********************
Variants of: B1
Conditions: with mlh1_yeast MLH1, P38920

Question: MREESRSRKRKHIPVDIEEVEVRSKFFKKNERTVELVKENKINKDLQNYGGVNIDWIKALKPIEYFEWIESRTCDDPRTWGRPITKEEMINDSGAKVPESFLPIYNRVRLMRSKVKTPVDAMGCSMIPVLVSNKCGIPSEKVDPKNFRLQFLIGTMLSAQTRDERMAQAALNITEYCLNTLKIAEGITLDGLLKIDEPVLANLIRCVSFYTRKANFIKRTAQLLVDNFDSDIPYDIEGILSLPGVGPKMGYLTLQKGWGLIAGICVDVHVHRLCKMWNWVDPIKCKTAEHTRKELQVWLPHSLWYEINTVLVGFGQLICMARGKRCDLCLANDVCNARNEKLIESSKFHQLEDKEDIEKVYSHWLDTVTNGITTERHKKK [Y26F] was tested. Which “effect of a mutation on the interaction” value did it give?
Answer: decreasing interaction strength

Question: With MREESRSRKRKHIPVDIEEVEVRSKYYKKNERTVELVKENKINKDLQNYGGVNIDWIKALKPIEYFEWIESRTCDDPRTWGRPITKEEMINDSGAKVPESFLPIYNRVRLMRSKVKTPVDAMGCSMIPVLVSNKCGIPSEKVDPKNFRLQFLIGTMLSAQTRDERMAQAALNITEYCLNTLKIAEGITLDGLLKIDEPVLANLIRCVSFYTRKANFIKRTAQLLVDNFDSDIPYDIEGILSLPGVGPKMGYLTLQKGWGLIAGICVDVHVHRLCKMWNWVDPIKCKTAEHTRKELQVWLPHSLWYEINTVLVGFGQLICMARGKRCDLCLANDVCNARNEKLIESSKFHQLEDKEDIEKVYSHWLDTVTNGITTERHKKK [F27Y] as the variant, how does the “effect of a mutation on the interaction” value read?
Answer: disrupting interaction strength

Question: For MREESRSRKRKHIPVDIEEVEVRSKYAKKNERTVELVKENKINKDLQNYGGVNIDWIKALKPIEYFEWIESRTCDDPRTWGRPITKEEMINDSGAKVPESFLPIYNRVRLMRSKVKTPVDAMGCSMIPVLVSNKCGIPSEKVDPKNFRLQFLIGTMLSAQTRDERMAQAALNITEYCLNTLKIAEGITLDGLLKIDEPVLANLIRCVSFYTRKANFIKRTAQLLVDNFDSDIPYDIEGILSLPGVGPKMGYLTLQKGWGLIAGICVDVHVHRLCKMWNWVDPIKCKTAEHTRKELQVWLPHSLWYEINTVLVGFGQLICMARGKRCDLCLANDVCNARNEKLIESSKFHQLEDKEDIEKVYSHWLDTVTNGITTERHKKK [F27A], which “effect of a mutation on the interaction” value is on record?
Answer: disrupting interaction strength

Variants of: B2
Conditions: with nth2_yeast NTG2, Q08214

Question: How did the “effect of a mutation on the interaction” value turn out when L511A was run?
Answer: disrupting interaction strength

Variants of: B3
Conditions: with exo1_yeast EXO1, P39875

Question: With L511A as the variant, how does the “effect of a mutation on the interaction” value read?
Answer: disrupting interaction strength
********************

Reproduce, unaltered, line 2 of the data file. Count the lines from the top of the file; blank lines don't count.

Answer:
Conditions: with mlh1_yeast MLH1, P38920